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Syracuse in Onondaga County, New York — The American Northeast (Mid-Atlantic)
 

Enoch Reed

The Freedom Trail

 

— The Underground Railroad —

 
Enoch Reed Marker image. Click for full size.
By Cosmos Mariner, August 17, 2019
1. Enoch Reed Marker
Inscription.  "No man ever possessed a more generous heart, or more honorable feelings."
— from Enoch Reed's obituary, Syracuse Standard, June 10, 1853

Born free in Ohio about 1813, African American Enoch Reed was one of more than a dozen people indicted in the rescue of William "Jerry" Henry in 1851. Reed's wife Jane, born in Jamaica, kept a boarding house, while Reed worked as a boatman on the Erie Canal. Enoch Reed spent his youth as a sailor on whaling ships in the Pacific Ocean. In 1840, he sailed on the Acushnet out of New Bedford, with Herman Melville, author of Moby Dick.

Offered a chance to go to sea to escape trial for his part in the Jerry Rescue, Reed refused. He was the only person convicted in this rescue, and he died of consumption on June 9, 1853, a week before his appeal. "Possessed of herculean frame and strength and generous disposition," noted his obituary, "he was extremely popular with his commander and shipmates… No man ever possessed a more generous heart, or more honorable feelings."
 
Erected by Preservation Association of Central
Marker detail: Enoch Reed Obituary<br><i>Syracuse Standard</i>, June 10, 1853 image. Click for full size.
By Syracuse Standard
2. Marker detail: Enoch Reed Obituary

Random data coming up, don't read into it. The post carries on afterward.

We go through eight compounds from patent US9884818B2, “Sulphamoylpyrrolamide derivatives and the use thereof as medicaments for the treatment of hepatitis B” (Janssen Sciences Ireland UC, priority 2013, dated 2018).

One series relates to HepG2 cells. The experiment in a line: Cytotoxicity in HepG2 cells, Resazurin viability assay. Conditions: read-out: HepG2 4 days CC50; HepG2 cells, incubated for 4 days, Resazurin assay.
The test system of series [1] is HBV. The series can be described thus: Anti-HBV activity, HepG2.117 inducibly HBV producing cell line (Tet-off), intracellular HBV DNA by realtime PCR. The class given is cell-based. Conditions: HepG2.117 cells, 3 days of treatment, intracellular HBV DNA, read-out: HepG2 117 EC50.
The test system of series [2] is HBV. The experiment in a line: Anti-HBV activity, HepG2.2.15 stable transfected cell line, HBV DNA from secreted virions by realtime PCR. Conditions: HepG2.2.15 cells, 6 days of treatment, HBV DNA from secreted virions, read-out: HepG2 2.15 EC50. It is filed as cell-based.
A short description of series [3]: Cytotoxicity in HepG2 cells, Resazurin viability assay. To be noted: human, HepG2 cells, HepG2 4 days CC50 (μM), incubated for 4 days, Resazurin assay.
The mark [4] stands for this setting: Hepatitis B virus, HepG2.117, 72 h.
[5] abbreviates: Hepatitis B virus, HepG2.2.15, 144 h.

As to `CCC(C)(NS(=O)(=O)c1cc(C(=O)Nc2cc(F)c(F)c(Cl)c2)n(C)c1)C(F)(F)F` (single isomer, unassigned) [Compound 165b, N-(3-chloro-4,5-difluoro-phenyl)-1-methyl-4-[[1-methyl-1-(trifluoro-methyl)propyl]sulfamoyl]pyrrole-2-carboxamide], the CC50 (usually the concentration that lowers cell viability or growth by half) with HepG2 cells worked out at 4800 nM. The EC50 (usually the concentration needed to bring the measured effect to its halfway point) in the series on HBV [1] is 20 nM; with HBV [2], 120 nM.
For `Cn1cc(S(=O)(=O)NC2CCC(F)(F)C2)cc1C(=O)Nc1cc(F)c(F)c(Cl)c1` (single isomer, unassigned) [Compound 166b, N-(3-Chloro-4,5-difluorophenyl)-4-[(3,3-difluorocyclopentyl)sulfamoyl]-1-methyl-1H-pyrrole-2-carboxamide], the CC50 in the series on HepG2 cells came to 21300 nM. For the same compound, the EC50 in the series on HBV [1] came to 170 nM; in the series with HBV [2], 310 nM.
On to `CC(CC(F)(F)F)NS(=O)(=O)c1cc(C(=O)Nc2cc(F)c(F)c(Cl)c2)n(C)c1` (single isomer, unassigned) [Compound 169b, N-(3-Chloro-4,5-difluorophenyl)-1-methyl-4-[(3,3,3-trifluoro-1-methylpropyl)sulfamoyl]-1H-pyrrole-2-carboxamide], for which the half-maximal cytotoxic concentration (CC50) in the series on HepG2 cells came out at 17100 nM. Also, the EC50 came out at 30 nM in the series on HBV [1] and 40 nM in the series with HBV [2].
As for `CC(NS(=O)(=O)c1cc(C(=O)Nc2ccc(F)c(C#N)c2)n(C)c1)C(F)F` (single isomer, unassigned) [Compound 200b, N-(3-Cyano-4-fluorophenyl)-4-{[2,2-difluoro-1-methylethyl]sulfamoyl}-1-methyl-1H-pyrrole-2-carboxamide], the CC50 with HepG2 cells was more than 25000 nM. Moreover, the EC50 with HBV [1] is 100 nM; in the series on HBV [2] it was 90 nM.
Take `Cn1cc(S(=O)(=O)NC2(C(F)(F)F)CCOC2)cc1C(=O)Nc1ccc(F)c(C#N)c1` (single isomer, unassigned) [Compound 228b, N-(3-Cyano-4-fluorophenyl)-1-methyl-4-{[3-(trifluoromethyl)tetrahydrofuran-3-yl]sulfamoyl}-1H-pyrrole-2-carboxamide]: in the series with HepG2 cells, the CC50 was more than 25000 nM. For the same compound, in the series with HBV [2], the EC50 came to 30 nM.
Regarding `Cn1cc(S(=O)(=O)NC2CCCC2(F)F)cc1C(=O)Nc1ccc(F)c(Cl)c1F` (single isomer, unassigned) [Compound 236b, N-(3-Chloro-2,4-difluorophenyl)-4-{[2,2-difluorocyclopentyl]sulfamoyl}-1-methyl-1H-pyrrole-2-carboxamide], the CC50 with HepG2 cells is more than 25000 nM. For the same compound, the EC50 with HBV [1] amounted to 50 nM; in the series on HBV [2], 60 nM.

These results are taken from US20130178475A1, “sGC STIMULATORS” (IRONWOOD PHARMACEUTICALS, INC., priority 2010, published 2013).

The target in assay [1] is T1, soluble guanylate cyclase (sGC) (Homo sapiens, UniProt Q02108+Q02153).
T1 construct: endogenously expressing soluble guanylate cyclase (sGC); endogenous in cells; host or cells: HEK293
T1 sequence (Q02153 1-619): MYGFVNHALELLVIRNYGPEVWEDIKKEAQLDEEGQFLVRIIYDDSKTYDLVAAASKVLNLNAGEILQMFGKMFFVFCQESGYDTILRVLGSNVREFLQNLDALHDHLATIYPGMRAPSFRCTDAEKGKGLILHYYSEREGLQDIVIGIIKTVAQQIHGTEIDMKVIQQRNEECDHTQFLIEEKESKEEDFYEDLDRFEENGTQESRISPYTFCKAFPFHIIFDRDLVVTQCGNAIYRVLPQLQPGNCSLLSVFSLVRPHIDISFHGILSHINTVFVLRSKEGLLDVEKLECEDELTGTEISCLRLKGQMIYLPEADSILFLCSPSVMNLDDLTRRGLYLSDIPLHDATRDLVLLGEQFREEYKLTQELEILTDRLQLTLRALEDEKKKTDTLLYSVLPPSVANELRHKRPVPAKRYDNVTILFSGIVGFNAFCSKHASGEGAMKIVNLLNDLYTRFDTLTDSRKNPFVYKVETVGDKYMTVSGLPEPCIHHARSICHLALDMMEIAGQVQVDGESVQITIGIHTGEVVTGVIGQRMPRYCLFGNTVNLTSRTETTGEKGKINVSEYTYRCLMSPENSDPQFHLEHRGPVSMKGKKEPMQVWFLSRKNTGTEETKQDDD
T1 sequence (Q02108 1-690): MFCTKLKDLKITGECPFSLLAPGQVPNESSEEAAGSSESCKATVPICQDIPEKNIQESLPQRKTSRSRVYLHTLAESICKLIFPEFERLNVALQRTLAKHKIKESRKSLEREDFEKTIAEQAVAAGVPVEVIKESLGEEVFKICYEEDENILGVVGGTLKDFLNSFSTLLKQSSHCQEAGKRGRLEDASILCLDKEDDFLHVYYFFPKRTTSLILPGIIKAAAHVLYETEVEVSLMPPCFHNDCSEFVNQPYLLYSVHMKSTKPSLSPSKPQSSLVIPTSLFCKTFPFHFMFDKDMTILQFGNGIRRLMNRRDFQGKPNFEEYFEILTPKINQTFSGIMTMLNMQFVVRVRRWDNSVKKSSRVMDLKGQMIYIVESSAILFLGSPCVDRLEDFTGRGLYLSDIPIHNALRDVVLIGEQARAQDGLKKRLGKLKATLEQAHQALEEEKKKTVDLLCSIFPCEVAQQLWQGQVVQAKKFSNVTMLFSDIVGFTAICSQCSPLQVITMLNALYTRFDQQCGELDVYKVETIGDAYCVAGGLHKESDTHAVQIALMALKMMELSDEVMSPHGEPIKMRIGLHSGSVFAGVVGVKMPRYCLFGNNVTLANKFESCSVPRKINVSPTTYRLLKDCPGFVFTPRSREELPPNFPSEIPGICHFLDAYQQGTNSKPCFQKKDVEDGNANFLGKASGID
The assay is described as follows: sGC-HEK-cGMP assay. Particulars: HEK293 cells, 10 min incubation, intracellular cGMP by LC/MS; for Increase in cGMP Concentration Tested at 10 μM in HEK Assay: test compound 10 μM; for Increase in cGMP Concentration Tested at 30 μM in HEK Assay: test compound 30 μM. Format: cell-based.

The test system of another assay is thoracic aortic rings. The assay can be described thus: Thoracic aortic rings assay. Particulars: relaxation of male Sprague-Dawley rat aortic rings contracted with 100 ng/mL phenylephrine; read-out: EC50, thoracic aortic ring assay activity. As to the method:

Syracuse Standard, June 10, 1853
Death of Enoch Reed
Enoch Reed, who was convicted at the January term of the U. S. Court, for participation in the "Jerry Rescue," died at the residence of James Waggoner, a colored man, on Wednesday afternoon last, of Consumption, aged about 38 years.

Reed's life was a checkered and eventful one. He was a native of New England, born a freeman, and during the early portion of his life followed the sea for a livelihood, in the Merchant service, and the Whale Fishery. Being Possessed of herculean frame and strength and generous disposition, he was an able seaman and extremely popular with his commander and shipmates. Since his arrest for participation in the Jerry Rescue, his former Captain, with whom Enoch had spent nearly four years in the Pacific Ocean, offered him the post of Second Mate on one of the best Whaleships out of New Bedford, but Reed was too honorable to leave his bail to suffer for his absence.

Of late years Enoch has been engaged during the summers as boatman on the Erie Canal, and in the winter in whatever business he could obtain, and always, so far as known, he earned his living by hard labor. His sailor habits and social nature often led him into scenes of dissipation, but no one ever charged him with dishonesty. It will be recollected that he was concerned in a riot on Salina Street, on the 1st of January, 1852, in which one of his antagonists, an Irishman, was killed, and two others badly wounded, and upon a searching investigation before a Coroner’s Jury, and afterwards before the Police Justice, Enoch was entirely exonerated from all blame, and set at liberty. He was badly hurt at that time by the blows of his assailants and his disease, which was undoubtedly brought on by exposure, was probably aggravated by injuries he received in the affray.